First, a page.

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Ward v. Mays

United States District Court, M.D. Georgia, Macon Division

October 9, 2014

Officer JENNISE LAGAIL MAYS, Et al., Defendants


MARC T. TREADWELL, District Judge.

Plaintiff JAMES RAY WARD, an inmate at Georgia Diagnostic and Classification Prison ("GD&CP"), filed this 42 U.S.C. § 1983 lawsuit (Doc. 1).

As this Court ordered on September 17, 2014 (Doc. 6), Plaintiff has paid the initial partial filing fee of $10.93. He will be obligated to pay the unpaid balance of $339.07, using the installment payment plan described in 28 U.S.C. § 1915(b). The account custodian at GD&CP shall cause to be remitted to the Clerk of this Court monthly payments of 20% of the preceding month's income credited to Plaintiff's account (to the extent the account balance exceeds $10) until the $350 filing fee has been paid in full. The Clerk of Court is directed to send a copy of this Order to the business manager at GD&CP.

In its September 17 Order, the Court also directed Plaintiff to supplement his complaint, which he has done (Doc. 7). The allegations in Plaintiff's original complaint and supplement are addressed below.


Pursuant to 28 U.S.C. § 1915A(a), a federal court is required to conduct an initial screening of a prisoner complaint "which seeks redress from a governmental entity or officer or employee of a governmental entity." Section 1915A(b) requires a federal court to dismiss a prisoner complaint that is: (1) "frivolous, malicious, or fails to state a claim upon which relief may be granted"; or (2) "seeks monetary relief from a defendant who is immune from such relief."

A claim is frivolous when it appears from the face of the complaint that the factual allegations are "clearly baseless" or that the legal theories are "indisputably meritless." Carroll v. Gross , 984 F.2d 392, 393 (11th Cir. 1993). A complaint fails to state a claim when it does not include "enough factual matter (taken as true)" to "give the defendant fair notice of what the... claim is and the grounds upon which it rests[.]" Bell Atlantic Corp. v. Twombly , 550 U.S. 544, 555-56 (2007) (noting that "[f]actual allegations must be enough to raise a right to relief above the speculative level, " and that the complaint "must contain something more... than... a statement of facts that merely creates a suspicion [of] a legally cognizable right of action") (internal quotations and citations omitted); see also Ashcroft v. Iqbal , 556 U.S. 662, 678 (2009) (explaining that "threadbare recitals of the elements of a cause of action, supported by mere conclusory statements, do not suffice").

In making the above determinations, all factual allegations in the complaint must be viewed as true. Brown v. Johnson , 387 F.3d 1344, 1347 (11th Cir. 2004). Moreover, "[p]ro se pleadings are held to a less stringent standard than pleadings drafted by attorneys and will, therefore, be liberally construed." Tannenbaum v. United States , 148 F.3d 1262, 1263 (11th Cir. 1998).

In order to state a claim for relief under section 1983, a plaintiff must allege that: (1) an act or omission deprived him of a right, privilege, or immunity secured by the Constitution or a statute of the United States; and (2) the act or omission was committed by a person acting under color of state law. Hale v. Tallapoosa County , 50 F.3d 1579, 1581 (11th Cir. 1995). If a litigant cannot satisfy these requirements, or fails to provide factual allegations in support of his claim or claims, then the complaint is subject to dismissal. See Chappell v. Rich , 340 F.3d 1279, 1282-84 (11th Cir. 2003) (affirming the district court's dismissal of a section 1983 complaint because the plaintiffs factual allegations were insufficient to support the alleged constitutional violation). See also 28 U.S.C. § 1915A(b) (dictating that a complaint, or any portion thereof, that does not pass the standard in section 1915A "shall" be dismissed on preliminary review).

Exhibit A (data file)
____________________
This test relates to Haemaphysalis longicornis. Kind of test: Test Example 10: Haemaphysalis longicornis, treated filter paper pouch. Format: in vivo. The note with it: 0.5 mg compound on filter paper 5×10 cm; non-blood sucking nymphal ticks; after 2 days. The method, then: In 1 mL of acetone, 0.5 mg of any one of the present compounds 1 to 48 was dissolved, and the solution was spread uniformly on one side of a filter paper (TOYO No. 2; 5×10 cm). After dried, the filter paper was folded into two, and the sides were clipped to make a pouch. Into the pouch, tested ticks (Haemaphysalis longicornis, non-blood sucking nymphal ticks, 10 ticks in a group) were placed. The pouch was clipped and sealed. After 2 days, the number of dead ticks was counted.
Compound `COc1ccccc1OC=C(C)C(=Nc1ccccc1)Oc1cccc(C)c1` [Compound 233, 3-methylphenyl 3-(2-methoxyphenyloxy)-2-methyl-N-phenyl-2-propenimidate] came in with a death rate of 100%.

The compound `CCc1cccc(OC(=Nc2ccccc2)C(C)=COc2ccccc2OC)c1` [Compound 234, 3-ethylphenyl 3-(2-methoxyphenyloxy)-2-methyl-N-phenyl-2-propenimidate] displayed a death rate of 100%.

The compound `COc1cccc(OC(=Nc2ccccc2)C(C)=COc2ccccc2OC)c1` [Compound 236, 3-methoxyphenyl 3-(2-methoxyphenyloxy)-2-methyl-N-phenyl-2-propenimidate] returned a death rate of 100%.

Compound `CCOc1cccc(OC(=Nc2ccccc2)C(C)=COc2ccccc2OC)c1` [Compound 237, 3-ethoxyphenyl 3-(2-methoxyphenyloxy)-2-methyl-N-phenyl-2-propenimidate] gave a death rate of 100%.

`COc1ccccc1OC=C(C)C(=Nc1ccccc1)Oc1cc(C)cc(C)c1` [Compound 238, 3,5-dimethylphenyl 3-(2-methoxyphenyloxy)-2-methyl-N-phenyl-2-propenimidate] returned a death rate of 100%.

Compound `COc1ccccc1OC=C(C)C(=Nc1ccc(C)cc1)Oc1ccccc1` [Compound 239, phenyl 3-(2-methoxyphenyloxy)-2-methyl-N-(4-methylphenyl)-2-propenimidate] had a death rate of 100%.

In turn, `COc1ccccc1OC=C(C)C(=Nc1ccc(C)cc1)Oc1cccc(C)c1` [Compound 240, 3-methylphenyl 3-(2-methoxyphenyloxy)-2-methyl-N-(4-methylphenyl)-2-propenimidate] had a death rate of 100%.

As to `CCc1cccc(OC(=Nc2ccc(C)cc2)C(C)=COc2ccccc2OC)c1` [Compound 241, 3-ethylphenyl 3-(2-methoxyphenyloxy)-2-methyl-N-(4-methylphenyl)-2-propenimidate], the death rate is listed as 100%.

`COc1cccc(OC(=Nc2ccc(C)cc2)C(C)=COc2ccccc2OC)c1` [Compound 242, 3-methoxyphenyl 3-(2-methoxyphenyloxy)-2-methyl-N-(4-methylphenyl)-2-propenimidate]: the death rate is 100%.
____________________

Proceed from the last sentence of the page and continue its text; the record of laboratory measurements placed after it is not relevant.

This action arises out of Plaintiff's attack by another inmate at GD&CP on August 5, 2012. According to Plaintiff, his attacker, Defendant Reinaldo Rivera, convinced Defendant Officer Jennise LaGail Mays to "let him out" for hot water. Once out, Rivera came to Plaintiff's cell and attacked Plaintiff from behind. Plaintiff was immediately taken to the hospital where he received treatment for his injuries. Mays purportedly "admitted she was at fault by letting inmate Rivera out."

Following the assault, Defendant Unit Manager B.D. Scott allegedly ordered Defendant Sergeant Timothy Konzelman to "write" Plaintiff up "so the prison could recoup the damages [] I caused inmate Rivera who was at fault." Konzelman allegedly filed a disciplinary report against Plaintiff, notwithstanding that Konzelman had seen a tape showing that Rivera "was clearly in the wrong." Plaintiff's allegations regarding the disciplinary proceeding are sketchy at best. Scott apparently was the disciplinary hearing officer and ordered that $149.57 be taken from Plaintiff's inmate account. Plaintiff's account was allegedly frozen for 17 months. Plaintiff's only objection to the disciplinary proceeding is that Scott had a conflict of interest in both ordering that Plaintiff be written up and "being judge and jury."

In addition to Rivera, Mays, Scott, and Konzelman, Plaintiff names Warden Bruce Chatman as a Defendant. Notwithstanding the Court directing Plaintiff to do so in its Order to supplement, Plaintiff fails to ...

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